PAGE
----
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Landlord Liability in Nuisance Claims Pitted Against Victim Rights

Landlords have a vested interest in ridding their property of tenants who create a nuisance, as they could potentially be held legally liable if the nuisance is not abated.
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However, a tricky dilemma has arisen in a number of recent landlord-tenant disputes that pits landlord’s nuisance property claims against a victim’s right to protection.

As The New York Times reports, a number of local governments have “nuisance property” ordinances that are intended to shield neighborhoods from households that are routinely disruptive.

One ordinance in a city in Pennsylvania allows local officials to pressure landlords to move toward eviction if police have to be summoned to a rental property more than three times over the course of four months.

On the surface, this might not seem like a bad plan. However, it may be somewhat misguided, as the example outlined indicates a domestic violence victim who claims she was bullied by her abusive ex, fresh out of jail, into allowing him to live with her, for fear that if she protested or tried to call the police to have him removed, she could be evicted. They had already been to her home numerous times prior for previous alleged assaults – including the one for which he had been most recently incarcerated.

However, days later, he got drunk, started another fight and began to beat her about the head and neck with a glass ashtray. She begged her neighbor not to call 911 because she didn’t want to lose her home, which was where she stayed with her 3-year-old daughter. The neighbor called anyway. Her injuries were so severe she had to be transported for treatment via helicopter. Her ex was later convicted of aggravated assault and is serving a two-year prison stint. The victim was also evicted.

This case represents an unintended consequence of holding landlords responsible for tenant conduct.

Such cases are not unique to Pennsylvania. Recently in Batvia, New York, city council leaders were met with fierce landlord opposition to a similar ordinance that would impose heavy fines on landlords whose tenants were behind frequent police calls.

Landlords argued that eviction is not an easy process and even when successful, problem tenants have been known to trash the property once they are aware such action is imminent. Police, the landlords said, won’t arrest those tenants for criminal mischief in relation to the damage, instead citing it as a civil matter.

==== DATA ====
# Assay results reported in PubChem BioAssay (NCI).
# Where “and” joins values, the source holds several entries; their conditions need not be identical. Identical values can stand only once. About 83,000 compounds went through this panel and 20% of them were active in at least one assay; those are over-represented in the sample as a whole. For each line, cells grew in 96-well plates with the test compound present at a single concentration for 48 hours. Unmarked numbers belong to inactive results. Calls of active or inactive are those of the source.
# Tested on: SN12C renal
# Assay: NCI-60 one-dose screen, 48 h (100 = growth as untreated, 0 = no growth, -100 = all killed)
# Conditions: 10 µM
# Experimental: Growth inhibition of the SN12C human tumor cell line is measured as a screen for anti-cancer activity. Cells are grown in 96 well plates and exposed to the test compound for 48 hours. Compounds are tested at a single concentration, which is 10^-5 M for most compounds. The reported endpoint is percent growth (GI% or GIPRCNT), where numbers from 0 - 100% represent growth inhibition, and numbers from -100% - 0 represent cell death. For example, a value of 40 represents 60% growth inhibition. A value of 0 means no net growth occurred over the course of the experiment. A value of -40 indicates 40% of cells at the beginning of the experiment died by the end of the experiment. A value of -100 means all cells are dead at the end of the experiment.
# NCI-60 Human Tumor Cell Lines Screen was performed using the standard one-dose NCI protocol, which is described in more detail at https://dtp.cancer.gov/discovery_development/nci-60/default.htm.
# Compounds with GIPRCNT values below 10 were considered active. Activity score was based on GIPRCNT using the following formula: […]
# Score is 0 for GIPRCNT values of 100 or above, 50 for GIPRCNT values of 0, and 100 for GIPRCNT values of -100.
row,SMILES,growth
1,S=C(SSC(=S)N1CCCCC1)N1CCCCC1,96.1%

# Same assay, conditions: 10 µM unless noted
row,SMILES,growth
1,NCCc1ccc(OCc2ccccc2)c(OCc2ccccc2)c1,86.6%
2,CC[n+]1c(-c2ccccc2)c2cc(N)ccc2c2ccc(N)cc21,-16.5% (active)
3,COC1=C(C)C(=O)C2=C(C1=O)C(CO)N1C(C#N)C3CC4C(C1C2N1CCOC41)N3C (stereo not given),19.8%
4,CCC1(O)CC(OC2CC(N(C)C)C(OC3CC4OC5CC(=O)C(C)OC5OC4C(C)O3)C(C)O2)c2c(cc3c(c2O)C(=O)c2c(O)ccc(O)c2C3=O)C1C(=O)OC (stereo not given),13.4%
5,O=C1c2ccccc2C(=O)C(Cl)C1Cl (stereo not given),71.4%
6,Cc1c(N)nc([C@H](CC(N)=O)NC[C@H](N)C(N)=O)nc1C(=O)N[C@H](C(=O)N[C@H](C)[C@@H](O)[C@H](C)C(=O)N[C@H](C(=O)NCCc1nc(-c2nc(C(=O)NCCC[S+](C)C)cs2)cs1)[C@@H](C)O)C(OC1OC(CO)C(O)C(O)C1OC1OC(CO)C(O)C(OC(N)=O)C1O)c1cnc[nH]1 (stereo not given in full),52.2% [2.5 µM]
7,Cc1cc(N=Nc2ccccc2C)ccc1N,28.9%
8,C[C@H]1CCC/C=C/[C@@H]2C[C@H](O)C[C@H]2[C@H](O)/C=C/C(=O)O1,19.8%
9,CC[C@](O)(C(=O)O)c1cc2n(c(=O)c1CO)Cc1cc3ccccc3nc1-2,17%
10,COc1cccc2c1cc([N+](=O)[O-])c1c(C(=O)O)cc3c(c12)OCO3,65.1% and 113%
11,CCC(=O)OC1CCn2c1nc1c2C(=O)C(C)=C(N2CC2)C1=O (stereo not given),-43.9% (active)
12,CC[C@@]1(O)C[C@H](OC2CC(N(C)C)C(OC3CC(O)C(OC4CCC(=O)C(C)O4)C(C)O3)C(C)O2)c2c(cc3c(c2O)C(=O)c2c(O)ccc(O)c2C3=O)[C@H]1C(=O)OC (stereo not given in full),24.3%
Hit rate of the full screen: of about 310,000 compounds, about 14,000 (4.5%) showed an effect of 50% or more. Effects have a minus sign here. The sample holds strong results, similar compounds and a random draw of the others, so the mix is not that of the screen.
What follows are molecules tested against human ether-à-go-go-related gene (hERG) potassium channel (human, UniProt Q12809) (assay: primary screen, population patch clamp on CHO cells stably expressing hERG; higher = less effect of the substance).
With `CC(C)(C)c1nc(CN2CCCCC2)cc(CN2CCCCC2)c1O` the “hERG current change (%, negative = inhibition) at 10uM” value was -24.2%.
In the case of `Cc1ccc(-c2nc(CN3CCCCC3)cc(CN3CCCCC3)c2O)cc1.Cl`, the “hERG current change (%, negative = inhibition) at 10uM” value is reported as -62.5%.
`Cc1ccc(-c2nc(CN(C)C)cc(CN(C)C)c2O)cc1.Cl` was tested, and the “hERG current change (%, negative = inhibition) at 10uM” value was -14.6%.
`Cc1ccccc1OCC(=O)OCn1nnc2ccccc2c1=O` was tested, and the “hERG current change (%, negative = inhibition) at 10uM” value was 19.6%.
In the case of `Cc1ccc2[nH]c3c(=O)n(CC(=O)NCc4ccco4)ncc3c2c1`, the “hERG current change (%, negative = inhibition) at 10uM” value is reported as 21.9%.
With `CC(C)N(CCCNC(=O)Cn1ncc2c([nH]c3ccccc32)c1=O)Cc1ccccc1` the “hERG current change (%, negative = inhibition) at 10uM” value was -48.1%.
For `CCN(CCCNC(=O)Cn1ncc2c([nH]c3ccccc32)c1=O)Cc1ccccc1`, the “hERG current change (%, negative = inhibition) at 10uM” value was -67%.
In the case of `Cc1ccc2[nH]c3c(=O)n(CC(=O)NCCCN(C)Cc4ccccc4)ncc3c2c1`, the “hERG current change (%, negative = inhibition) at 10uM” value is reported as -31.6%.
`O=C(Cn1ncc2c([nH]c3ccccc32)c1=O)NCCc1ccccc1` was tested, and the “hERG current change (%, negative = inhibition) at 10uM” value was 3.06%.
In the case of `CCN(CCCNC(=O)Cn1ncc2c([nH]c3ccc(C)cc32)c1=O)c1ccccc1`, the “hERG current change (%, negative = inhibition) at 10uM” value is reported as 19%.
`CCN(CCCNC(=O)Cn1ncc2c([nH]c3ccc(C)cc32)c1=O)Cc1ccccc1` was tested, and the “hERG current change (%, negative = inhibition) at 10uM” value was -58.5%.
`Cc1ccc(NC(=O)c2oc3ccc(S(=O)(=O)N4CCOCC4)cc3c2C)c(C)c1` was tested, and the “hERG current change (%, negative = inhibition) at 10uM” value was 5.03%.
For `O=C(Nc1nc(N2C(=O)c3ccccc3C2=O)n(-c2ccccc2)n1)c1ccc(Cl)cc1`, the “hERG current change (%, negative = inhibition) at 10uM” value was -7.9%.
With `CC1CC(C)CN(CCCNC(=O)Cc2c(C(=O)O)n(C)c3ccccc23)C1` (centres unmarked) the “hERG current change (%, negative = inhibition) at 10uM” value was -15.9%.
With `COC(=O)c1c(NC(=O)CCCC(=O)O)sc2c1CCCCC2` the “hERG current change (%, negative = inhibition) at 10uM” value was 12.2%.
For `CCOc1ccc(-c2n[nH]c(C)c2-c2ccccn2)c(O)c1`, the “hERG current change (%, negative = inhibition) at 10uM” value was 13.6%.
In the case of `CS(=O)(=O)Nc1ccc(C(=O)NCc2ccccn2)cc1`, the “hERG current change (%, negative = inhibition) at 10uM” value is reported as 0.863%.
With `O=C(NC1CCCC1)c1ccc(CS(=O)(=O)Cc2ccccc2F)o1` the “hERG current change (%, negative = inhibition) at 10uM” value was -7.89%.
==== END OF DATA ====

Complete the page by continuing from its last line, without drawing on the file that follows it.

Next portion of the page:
Similar laws holding landlords accountable for tenants also exist in Cheektowaga, outside of Buffalo, and Niagra.

In the case of the domestic violence victim, police in the small town came under fire following the eviction action. The chief responded that while sympathetic, the victim “failed to comply with instruction” to obtain a protection order against the defendant.

These kinds of ordinances became commonplace in the 1980s as a means to target communities where drug-dealing was a growing problem. Many neighborhoods wanted to slow the flight of residents from communities that were crumbling as a result.

Rental properties in general account for a disproportionately larger share of 911 calls. However, it’s one thing for a landlord to ignore that his or her property is clearly being utilized as a crack house. It’s another when three disorderly conduct calls over the course of a few months could have the owner facing stiff fines if they don’t remove the tenant.

In Illinois, where approximately 100 such ordinances exist, domestic violence helpline administrators say they regularly field phone calls from victims who are facing a choice between housing and safety.

It’s not that landlords are being heartless. It’s that these ordinances give them little choice.

Those on both sides of this coin should consult with an experienced attorney to ensure protection of their personal safety, housing stability and real estate investments.

The Law Offices of Ira S. Newman provides landlord and tenant litigation representation in New York City, Long Island, Great Neck and throughout the area. Call 516-487-7375 or send us an e-mail.

Additional Resources:
Victims’ Dilemma: 911 Calls Can Bring Eviction, Aug. 19, 2013, By Erik Eckholm, The New York Times
More Blog Entries:
Rent-Stabilized, but Storm-Damaged: An NYC Landlord-Tenant Dispute, Aug. 24, 2013, New York Landlord-Tenant Lawyer Blog